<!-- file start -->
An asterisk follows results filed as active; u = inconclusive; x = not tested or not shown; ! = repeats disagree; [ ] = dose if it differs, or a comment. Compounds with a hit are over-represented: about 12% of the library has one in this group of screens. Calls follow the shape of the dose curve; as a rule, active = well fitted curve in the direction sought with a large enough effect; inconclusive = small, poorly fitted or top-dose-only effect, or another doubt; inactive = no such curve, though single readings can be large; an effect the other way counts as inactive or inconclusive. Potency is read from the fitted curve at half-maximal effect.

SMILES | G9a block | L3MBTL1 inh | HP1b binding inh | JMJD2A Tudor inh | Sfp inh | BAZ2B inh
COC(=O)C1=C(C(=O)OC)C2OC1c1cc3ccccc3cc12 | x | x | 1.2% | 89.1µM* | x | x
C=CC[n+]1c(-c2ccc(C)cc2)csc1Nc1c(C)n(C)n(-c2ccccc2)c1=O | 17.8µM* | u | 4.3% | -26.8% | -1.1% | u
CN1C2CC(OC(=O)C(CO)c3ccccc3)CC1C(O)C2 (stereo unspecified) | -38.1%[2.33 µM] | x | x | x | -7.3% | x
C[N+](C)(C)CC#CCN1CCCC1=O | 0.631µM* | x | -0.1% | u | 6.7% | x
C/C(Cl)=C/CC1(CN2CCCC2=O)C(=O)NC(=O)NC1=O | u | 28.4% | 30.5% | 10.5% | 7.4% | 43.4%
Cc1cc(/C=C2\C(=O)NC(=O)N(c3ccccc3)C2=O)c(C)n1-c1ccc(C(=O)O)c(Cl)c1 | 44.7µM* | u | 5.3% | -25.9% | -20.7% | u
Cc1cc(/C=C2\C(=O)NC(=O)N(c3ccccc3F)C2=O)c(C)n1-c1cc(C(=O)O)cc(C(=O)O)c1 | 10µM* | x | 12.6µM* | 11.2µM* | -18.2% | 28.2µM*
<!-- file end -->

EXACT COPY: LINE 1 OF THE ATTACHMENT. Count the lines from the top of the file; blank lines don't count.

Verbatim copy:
An asterisk follows results filed as active; u = inconclusive; x = not tested or not shown; ! = repeats disagree; [ ] = dose if it differs, or a comment. Compounds with a hit are over-represented: about 12% of the library has one in this group of screens. Calls follow the shape of the dose curve; as a rule, active = well fitted curve in the direction sought with a large enough effect; inconclusive = small, poorly fitted or top-dose-only effect, or another doubt; inactive = no such curve, though single readings can be large; an effect the other way counts as inactive or inconclusive. Potency is read from the fitted curve at half-maximal effect.